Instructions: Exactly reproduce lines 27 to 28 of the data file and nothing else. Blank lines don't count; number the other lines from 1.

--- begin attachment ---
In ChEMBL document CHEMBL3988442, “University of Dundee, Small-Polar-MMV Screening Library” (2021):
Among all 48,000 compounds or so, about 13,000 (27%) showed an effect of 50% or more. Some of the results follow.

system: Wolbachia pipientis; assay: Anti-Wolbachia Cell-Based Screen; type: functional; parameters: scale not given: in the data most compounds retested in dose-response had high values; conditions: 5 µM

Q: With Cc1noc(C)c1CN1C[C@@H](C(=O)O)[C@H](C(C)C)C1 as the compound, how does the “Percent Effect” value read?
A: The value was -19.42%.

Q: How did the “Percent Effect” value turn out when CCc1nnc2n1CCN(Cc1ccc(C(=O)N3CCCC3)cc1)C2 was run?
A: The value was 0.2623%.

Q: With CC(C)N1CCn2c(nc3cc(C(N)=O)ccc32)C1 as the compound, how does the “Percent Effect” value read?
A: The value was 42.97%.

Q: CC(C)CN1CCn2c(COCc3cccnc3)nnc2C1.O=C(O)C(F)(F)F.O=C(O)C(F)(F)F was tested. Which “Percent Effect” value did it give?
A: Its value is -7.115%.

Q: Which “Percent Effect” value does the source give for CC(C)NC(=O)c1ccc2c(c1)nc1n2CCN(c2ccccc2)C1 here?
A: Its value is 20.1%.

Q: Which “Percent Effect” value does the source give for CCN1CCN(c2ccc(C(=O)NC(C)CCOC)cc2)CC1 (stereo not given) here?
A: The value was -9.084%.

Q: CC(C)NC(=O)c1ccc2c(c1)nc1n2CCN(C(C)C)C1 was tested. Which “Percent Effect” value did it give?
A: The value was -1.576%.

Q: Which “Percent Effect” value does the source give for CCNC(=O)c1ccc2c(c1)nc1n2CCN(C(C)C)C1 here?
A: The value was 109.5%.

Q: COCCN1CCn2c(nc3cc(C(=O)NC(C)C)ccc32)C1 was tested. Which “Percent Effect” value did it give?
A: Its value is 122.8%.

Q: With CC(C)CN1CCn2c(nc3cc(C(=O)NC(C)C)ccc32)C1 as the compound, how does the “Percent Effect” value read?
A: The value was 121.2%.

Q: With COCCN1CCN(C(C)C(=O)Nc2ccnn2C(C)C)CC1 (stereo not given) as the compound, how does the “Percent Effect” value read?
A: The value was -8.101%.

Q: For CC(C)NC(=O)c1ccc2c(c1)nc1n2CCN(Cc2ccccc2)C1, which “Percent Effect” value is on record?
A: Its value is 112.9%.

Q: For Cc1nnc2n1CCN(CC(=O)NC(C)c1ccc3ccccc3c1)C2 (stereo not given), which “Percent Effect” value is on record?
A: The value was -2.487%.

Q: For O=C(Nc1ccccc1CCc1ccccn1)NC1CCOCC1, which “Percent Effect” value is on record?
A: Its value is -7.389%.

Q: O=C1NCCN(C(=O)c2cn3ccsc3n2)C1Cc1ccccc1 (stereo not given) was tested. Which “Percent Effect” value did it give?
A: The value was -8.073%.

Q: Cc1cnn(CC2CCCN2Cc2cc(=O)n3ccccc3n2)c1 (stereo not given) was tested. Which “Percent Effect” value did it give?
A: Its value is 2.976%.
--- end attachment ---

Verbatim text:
A: Its value is 112.9%.

Q: For Cc1nnc2n1CCN(CC(=O)NC(C)c1ccc3ccccc3c1)C2 (stereo not given), which “Percent Effect” value is on record?